To voluntarily benefit another
Prosocial behavior, a voluntary behavior to benefit another, is an interesting concept from an evolutionary point of view. At first sight it may seem logical to be social, because everyone in the group benefits from it. But evolutionarily that does not hold up, because to propagate one’s own genes, cheating and being selfish pays. Therefore, many believe that prosocial behavior only exists because it is rewarded with social status, reputation, company, and receiving social behavior from others in return. 
Prosocial behavior in animals
In animals, prosocial behavior is well studied in various monkey and bird species. However, it is difficult to truly study whether giving a reward to a conspecific is really without benefit for the supplier. And in studies in which it was carefully ruled out that a reward to a conspecific was also rewarding to the supplier, the experiments often gave contradictory results.
Investigating prosocial behavior in ravens
Triggered by these earlier studies and the evolutionary theories surrounding them, Megan Lambert and colleagues  studied whether ravens showed prosocial behavior towards a conspecific bird. In addition to this, they investigated whether prosocial behavior was affected by affiliation between the birds and whether the behavior of the conspecific bird, like standing in view, vocalizing and displaying feathers, mattered. The authors used The Observer XT to quantify the bird behavior.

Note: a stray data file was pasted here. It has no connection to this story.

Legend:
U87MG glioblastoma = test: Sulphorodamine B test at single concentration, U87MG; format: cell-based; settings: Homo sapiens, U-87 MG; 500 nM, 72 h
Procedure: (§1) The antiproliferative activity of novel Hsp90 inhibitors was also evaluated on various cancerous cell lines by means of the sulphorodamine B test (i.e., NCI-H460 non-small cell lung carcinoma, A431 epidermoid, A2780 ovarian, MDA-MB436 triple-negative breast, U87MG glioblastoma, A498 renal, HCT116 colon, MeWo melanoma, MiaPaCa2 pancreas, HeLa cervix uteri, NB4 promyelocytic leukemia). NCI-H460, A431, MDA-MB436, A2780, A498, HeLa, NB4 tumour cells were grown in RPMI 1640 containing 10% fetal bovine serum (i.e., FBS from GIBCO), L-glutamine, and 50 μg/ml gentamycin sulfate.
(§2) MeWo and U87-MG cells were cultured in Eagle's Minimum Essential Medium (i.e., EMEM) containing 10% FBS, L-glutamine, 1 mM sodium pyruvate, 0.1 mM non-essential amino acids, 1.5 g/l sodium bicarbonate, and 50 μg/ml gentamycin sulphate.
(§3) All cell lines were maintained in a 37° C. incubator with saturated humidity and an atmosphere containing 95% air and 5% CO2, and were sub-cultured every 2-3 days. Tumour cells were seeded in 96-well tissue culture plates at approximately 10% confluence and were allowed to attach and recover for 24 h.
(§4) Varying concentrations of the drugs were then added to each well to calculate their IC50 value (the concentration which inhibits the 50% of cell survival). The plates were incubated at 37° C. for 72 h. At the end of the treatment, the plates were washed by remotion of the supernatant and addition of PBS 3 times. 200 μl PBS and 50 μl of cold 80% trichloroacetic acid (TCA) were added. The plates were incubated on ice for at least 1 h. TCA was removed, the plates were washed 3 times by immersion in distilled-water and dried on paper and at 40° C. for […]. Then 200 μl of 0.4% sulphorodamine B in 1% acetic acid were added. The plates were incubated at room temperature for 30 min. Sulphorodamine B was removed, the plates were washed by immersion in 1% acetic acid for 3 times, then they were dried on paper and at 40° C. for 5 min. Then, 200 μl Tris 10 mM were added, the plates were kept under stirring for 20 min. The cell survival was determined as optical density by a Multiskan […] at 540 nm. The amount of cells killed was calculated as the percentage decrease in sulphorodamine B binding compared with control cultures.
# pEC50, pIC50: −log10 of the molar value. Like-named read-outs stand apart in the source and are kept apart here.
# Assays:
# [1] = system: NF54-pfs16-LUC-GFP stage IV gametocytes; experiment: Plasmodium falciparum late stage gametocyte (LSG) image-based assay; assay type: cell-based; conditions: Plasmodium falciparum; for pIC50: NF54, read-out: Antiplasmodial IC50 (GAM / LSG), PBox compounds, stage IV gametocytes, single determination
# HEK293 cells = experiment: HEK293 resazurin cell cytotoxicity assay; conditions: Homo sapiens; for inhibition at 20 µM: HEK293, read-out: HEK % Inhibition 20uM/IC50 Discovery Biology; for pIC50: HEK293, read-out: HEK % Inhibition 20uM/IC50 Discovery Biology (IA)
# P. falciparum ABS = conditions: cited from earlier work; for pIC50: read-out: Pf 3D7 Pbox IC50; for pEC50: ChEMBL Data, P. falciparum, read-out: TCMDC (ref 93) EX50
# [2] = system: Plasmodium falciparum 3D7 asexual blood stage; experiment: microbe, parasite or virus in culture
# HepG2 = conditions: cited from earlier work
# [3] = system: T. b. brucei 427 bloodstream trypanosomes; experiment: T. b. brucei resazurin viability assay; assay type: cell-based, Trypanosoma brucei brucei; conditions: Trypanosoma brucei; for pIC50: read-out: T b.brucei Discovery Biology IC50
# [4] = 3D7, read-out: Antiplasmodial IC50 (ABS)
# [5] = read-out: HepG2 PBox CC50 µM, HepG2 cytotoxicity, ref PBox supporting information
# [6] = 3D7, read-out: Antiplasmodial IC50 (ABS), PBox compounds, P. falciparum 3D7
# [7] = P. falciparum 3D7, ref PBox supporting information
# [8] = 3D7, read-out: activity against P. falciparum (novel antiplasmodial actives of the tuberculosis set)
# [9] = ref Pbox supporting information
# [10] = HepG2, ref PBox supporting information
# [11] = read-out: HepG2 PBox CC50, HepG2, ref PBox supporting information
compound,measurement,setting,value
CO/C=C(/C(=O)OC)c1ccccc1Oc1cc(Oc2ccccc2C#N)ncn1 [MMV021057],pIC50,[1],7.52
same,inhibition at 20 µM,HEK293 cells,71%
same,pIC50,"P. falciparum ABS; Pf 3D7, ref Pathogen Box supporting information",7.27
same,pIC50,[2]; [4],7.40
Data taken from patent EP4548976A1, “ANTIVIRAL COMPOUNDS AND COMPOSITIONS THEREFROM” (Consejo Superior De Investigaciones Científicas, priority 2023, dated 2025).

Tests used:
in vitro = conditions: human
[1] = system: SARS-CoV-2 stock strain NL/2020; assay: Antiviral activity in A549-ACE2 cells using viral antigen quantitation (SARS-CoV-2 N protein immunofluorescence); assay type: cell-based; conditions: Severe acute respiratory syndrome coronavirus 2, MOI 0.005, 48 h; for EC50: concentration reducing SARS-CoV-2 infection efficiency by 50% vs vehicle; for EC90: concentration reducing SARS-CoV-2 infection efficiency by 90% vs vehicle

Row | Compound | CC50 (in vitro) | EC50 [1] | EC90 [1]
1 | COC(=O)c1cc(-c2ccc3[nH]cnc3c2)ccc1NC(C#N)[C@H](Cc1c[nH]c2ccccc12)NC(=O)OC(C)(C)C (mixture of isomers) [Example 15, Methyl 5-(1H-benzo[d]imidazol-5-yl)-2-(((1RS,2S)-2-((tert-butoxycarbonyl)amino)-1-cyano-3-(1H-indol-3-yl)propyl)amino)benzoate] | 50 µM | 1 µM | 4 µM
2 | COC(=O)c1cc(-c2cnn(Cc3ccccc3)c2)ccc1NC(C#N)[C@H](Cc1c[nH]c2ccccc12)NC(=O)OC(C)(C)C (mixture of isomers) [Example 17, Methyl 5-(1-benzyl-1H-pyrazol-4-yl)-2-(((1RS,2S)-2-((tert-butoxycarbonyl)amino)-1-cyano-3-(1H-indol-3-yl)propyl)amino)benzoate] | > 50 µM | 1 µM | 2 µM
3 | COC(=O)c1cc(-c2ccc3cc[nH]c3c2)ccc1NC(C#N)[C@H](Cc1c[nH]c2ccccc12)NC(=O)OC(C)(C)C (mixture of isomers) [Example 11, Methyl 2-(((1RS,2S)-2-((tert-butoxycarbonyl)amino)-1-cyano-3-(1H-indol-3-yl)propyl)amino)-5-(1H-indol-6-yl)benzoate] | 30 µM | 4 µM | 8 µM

In an ingenious set-up, the birds could choose to move one of two drawers by pulling a rope attached to it. By pulling the drawer on one side, food was delivered to a conspecific bird in an adjacent compartment. This was visible to the test bird. Pulling the drawer on the other side resulted in food delivery to an empty compartment. The birds had been trained extensively prior to the task, to rule out that no prosocial behavior was found because the ravens did not understand the task.
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Ravens are not prosocial
The ravens did not display any prosocial behavior: they pulled both drawers equally often. The results did not change when the adjacent bird was a relative and the behavior of the conspecific bird also did not matter. In fact, when the test bird did not receive any food reward itself, almost all birds stopped pulling the drawers completley.
So ravens are selfish instead of social. They will only carry out a task when they receive a reward for themselves. As concluded by the authors, this type of selfish behavior may have given the bird species their somewhat unfriendly name.